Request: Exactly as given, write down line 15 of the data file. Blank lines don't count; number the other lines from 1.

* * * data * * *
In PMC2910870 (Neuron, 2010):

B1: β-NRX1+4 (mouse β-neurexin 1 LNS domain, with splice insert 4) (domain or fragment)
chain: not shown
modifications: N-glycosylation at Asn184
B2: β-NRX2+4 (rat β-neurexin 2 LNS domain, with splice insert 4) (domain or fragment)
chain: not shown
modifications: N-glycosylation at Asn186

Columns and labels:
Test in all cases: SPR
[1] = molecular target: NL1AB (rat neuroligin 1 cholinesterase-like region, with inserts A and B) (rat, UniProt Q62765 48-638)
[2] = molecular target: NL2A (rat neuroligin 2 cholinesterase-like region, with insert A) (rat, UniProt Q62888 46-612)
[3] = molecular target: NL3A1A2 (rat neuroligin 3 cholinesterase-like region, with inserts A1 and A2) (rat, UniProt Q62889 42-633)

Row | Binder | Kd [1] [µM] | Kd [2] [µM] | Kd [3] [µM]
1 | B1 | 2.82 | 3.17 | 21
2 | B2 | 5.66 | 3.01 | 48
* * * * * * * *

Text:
2 | B2 | 5.66 | 3.01 | 48